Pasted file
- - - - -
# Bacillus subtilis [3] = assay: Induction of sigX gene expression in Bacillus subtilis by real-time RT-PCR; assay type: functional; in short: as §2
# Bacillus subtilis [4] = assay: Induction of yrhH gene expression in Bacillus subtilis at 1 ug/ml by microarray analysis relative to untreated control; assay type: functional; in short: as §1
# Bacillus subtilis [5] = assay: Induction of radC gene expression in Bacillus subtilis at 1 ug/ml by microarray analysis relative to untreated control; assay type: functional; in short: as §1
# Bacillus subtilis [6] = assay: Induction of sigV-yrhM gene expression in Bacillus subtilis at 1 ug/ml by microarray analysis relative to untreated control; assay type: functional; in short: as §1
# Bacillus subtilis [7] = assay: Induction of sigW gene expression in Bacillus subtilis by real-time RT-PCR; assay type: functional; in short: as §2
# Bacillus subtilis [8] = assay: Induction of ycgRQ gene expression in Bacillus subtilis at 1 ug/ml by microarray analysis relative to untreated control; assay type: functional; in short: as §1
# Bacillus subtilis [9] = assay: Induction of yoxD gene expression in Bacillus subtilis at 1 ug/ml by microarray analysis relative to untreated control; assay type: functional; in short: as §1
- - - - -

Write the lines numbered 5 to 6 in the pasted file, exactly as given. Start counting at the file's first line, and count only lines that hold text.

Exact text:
# Bacillus subtilis [7] = assay: Induction of sigW gene expression in Bacillus subtilis by real-time RT-PCR; assay type: functional; in short: as §2
# Bacillus subtilis [8] = assay: Induction of ycgRQ gene expression in Bacillus subtilis at 1 ug/ml by microarray analysis relative to untreated control; assay type: functional; in short: as §1